Primavera Sound 2016 arrived to Barcelona’s Parc de Forum after the festival’s initial club shows, panels and day events throughout Barcelona earlier in the week. From 4pm all the way until 6am, Thursday at Primavera Sound 2016 offered up a feast of a lineup. Enjoy our recap and stay tuned for Primavera coverage throughout the week. (Photo: Eric Pamies)
Air soundtracked the sundown with ambient vibes at the H&M stage, where Tame Impala would play just a few hours later. Headlining sets here alternate times with the adjacent Heineken stage. I would love to get attendance capacity of the full field, but Air had it fairly packed. The “elder” Frenchmen don’t get to the States as often these days, so Primavera’s geographical advantage made for a great opportunity to catch them live. Air’s founding members Nicolas Godin and Jean-Benoît Dunckel were joined with two other bandmates as they showered the crowd with fittingly low key instrumentals during Barcelona’s dusk.
(Photo by Eric Pamies)
Contrary to Air’s dreamtime lullabies, Suuns’ thundering bass synth could be heard from a kilometer away. Of course, the Montreal group balance this with hypnotic vocals and sharp guitar lines in their anthemic droning tracks. They fired off songs from their new Hold/Still album, released this April. The live rendition of “Resistance”, with its constant crescendo, showed off the new material. It was massive. It was powerful. It was haunting. Their set felt as though they channeled the depths of the Montreal winter to the 65 degree Mediterranean shore.
The Long Beach, CA rapper emerged to a swollen crowd at the Pitchfork state with a “bounce” chant and immediately jumped into his Summertime ’06 effective opener “Lift Me Up”. Staples’ energy eclipsed any of the day’s earlier acts and the crowd bit in. With a quick “Hi”, Staples then went all in on “Jump of the Roof” and “Lemme Know”. He bounced around the entire stage with jump kicks that rivaled Draymond Green. With a quick interlude, he said he was from Long Beach and asked how many people knew of him before tonight (nearly the whole crowd let him know). He gave Summertime ’06 a shout out and followed up with “Birds & Bees” and “Surf”.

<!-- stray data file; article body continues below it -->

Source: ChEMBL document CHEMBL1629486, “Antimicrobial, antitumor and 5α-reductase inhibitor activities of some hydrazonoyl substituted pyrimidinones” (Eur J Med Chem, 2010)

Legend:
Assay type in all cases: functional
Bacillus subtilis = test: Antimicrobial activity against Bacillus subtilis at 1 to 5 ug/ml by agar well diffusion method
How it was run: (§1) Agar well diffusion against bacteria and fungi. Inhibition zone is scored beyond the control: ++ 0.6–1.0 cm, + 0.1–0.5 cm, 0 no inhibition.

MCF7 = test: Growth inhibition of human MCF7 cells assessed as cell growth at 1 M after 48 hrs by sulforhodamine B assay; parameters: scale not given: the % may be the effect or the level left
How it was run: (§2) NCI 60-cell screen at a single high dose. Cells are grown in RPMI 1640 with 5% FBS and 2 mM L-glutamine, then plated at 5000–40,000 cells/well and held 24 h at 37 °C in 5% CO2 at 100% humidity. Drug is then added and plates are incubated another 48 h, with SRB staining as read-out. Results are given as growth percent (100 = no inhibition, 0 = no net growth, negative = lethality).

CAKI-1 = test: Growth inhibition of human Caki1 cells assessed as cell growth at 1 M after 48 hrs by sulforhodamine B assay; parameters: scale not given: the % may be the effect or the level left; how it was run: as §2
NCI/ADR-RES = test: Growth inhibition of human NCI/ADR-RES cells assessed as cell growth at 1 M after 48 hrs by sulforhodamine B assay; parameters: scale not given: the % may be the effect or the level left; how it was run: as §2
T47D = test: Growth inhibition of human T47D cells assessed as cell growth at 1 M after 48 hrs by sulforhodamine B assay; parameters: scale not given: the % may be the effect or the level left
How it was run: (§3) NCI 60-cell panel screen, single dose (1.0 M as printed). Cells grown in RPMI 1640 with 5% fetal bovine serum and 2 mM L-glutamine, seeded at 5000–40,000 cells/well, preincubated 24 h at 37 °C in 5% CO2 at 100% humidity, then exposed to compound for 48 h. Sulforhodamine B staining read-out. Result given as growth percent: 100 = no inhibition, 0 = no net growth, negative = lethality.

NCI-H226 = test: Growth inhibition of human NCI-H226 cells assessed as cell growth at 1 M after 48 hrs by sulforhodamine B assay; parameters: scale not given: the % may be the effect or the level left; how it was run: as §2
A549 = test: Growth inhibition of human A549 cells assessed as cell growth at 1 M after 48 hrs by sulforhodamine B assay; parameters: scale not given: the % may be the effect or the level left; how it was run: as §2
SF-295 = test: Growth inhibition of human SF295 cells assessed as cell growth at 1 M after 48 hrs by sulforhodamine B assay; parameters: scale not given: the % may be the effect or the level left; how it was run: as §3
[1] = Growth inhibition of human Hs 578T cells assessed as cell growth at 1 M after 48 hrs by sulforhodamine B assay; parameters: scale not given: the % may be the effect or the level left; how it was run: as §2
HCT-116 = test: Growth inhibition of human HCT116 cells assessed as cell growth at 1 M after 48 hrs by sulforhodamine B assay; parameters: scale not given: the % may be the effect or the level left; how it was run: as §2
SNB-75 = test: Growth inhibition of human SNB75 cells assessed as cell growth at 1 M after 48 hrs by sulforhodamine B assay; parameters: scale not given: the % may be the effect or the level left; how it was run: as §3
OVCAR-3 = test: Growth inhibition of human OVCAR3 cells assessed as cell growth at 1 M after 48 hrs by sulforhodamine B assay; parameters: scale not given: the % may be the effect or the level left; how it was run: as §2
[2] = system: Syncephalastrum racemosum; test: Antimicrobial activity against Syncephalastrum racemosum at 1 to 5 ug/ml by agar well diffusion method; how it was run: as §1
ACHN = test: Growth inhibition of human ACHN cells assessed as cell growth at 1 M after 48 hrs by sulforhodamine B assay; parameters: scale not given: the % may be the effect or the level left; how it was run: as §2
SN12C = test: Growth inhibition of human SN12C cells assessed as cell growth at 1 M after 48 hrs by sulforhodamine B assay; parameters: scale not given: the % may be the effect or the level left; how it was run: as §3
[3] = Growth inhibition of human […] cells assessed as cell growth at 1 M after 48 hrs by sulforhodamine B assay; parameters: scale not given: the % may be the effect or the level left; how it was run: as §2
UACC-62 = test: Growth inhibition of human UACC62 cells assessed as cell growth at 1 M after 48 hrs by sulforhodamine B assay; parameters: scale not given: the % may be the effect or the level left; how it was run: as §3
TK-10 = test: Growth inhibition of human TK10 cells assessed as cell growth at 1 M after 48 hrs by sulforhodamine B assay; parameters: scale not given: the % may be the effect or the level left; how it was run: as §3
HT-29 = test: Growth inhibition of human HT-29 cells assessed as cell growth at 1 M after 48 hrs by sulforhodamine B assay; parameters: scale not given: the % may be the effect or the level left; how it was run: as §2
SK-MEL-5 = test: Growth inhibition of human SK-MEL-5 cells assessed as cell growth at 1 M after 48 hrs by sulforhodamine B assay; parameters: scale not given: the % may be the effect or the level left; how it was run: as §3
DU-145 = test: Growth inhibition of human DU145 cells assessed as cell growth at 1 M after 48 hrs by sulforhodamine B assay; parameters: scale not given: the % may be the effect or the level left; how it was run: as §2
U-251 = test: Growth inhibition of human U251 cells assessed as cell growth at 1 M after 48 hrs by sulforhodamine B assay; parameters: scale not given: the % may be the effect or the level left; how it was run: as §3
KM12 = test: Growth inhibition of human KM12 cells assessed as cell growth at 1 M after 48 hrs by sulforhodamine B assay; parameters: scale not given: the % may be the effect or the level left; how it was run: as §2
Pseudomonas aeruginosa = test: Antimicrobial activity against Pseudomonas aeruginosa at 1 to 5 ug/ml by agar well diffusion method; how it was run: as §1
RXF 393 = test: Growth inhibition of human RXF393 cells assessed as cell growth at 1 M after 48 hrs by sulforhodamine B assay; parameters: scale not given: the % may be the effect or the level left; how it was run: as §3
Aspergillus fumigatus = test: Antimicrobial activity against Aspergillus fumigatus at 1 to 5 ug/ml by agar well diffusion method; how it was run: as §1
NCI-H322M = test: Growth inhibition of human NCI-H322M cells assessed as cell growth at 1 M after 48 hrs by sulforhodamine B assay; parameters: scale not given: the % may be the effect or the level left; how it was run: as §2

With a little more light banter, he introduced his DJ, then acknowledged he was offered weed earlier but declined. “Don’t do drugs. You can live a beautiful life without drugs,” he jested before starting “With You” followed by “Smoke & Retribution” (a Flume track) and “Fire”. Staples shifted gears, telling the crowd, “I’m from the Unites States, that’s a long way from here. People don’t like to leave, we don’t get out. In the US, we have a big issue with cops killing people,” that eventually ignited an FTP chant as he began “Hands Up”. He rounded out one of the day’s most passionate sets with “Street Punks” and “Dopeman” as the eager crowd cheered on.
Ontario, Canada’s Jessy Lanza played Barcelona’s BARTS with Empress Of on Wednesday night as part of Primavera’s Club series. Unfortunately, I did not make that show. However, Primavera also scheduled her again at Parc de Forum on Thursday. Lanza played the shoebox-sized Rayban’s Unplugged stage for a quick 35 minute set. After some initial feedback issues, Lanza settled in tracks from her excellent new Oh No album. Her vocals, warbling synths and drummer’s minimal beats whipped up a frenzy. I’m filing this one under the “shows I’d love to see in a real club ASAP” tag. It was hard for Jessy Lanza to get the full dance party she deserved a stage no bigger than shipping container. But the set was still intimate in a unique way. Plus “VV Violence” and “It Means I Love You” sounded fantastic.